Albania adopted its current coat of arms in 1998, replacing the older emblem that was adopted in 1993. The design of Albania's coat of arms mirrors its national flag as it also bears the double-headed black eagle centered on a red field. The margin of the coat of arms features a golden stripe. Additionally, the coat of arms also features a helmet which is placed directly above the double-headed black eagle. The helmet is modeled after the helmet of Skanderbeg and has the golden likeness of a billy goat’s head on top. The helmet was added to the design of the coat of arms in 1998. The symbolism of the red color on the coat of arms is similar to that of the national flag, representing courage and strength among the people. The golden border is said to represent the country's wealth.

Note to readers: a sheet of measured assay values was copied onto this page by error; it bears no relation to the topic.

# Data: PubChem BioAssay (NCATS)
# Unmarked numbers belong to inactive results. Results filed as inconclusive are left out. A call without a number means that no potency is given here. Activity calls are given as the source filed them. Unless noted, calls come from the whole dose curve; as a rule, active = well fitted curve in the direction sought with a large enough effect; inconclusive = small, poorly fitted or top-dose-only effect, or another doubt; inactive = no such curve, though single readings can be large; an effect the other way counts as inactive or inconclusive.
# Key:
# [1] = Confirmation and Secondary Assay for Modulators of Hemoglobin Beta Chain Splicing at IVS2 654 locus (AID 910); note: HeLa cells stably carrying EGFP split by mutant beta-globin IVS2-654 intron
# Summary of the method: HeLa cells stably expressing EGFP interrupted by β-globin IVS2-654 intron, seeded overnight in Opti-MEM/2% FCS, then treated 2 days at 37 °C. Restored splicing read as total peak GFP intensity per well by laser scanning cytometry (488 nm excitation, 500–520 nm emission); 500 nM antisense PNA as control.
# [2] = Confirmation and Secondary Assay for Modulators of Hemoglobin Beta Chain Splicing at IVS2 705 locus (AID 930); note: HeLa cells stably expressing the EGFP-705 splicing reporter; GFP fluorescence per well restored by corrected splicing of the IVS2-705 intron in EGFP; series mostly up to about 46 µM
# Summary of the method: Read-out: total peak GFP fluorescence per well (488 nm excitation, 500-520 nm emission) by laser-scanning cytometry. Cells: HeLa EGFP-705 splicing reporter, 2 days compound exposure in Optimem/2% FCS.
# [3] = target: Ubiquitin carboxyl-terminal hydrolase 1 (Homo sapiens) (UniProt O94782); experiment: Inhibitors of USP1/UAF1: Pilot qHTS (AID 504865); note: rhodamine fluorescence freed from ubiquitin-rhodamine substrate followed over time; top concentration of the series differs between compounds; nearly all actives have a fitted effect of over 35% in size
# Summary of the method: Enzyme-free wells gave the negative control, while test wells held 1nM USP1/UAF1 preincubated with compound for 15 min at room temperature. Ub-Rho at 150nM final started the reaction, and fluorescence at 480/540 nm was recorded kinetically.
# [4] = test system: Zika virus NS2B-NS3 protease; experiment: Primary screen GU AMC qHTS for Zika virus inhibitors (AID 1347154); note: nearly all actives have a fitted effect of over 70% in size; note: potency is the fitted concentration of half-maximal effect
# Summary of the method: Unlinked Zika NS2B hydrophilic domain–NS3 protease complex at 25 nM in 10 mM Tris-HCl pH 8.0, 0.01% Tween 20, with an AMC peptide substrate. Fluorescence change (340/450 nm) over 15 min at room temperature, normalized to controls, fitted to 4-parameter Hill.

"Ti, Shqiperi, me jep nder, me jep emrin Shqiptar" ("You Albania, give me honor, give me the name Albanian")
The national anthem of Albania is “Himni i Flamurit”/ “Betimi mi flamur” (“Pledge to the Flag”). Asdreni (Aleksander Stavre Drenova) – an Albanian poet had penned the lyrics, with the Romanian composer - Ciprian Porumbescu composing the music. The national anthem was officially adopted on November 28, 1912. The hymn was first published as a poem in an Albanian newspaper called Liri e Shqipërisë (Freedom of Albania), on April 21, 1912. It was so well appreciated by the Albanians, that during the Albanian Proclamation of Independence, the Albanian Flag was raised using its music in Vlore, Albania in 1912.
Rreth flamurit të përbashkuar
Me një dëshirë e një qëllim,
Të gjith' atij duke u betuar
Të lidhim besën për shpëtim.
Prej lufte veç ai largohet
Që është lindur tradhëtor,
Kush është burrë nuk friksohet,
Por vdes, por vdes si një dëshmor!
Në dorë armët do t'I mbajmë,
Të mbrojmë atdheun në çdo kënd,
Të drejtat tona ne s'I ndajmë;
Këtu armiqtë s'kanë vënd!
Se Zoti vetë e tha me gojë